Specifically, this breaks down to $46 million in general and administrative savings; $30 million in cost of goods; $14 million in store savings; $8 million in e-commerce, and $6 million in advertising and marketing, said Jon Kimmins, chief financial officer.
Kimmins said that while 30 new Jos. A. Bank stores will be added this year, the expansion will then be put on hold until Men’s Wearhouse has a better chance to review the operation of the chain. Although he said the company believes there is “some opportunity” to grow” the Jos. A. Bank store count, currently at 586, the decision on how and when to add stores will be made in the future.
Tuxedo rentals, a cash cow for Men’s Wearhouse and a business that accounts for 17 percent of its revenue, or $430 million, is seen as a growth opportunity for Jos. A. Bank. Currently, Jos. A. Bank’s tuxedo rental business is significantly smaller and the firm contracts with an outside company to fulfill orders. Men’s Wearhouse owns its tuxedo inventory and has an in-house dry-cleaning service to clean the garments. Moving Jos. A. Bank to that system will save $3 million, the company said.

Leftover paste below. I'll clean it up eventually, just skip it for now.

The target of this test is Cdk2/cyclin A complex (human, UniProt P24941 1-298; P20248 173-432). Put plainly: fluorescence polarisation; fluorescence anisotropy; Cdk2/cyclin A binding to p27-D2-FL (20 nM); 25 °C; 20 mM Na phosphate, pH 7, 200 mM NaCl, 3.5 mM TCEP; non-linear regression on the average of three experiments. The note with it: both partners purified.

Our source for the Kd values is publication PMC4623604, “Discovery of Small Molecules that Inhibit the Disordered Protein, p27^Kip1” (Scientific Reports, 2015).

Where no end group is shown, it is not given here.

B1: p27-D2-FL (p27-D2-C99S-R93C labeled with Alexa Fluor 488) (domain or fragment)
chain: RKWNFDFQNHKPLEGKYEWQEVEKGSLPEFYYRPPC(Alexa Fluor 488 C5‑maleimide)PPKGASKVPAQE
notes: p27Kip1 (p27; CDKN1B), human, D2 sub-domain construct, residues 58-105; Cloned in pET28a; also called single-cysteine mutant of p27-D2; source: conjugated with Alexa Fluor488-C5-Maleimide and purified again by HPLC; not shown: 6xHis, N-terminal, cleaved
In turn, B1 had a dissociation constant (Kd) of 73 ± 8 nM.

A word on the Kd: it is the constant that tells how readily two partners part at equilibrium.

The Jos. A. Bank stores average 4,581 square feet compared to 5,710 square feet at Men’s Wearhouse, raising questions on how to service the tuxedo customer in a smaller footprint.
Outside of tuxedos, Mary Beth Blake, executive vice president and chief merchandising officer, said Men’s Wearhouse sells 51 percent fashion merchandise and 42 replenishment merchandise, while Jos. A. Bank sells 20 percent fashion and 47 percent replenishment. Slim suits represent 45 percent of sales at Men’s Wearhouse and only 13 percent at Jos. A. Bank, “so we see an opportunity to grow slim-fit at Bank,” she said.
The same for big and tall. At Men’s Wearhouse, the category accounts for 24.5 percent of sales, but only 11.1 percent at Jos. A. Bank.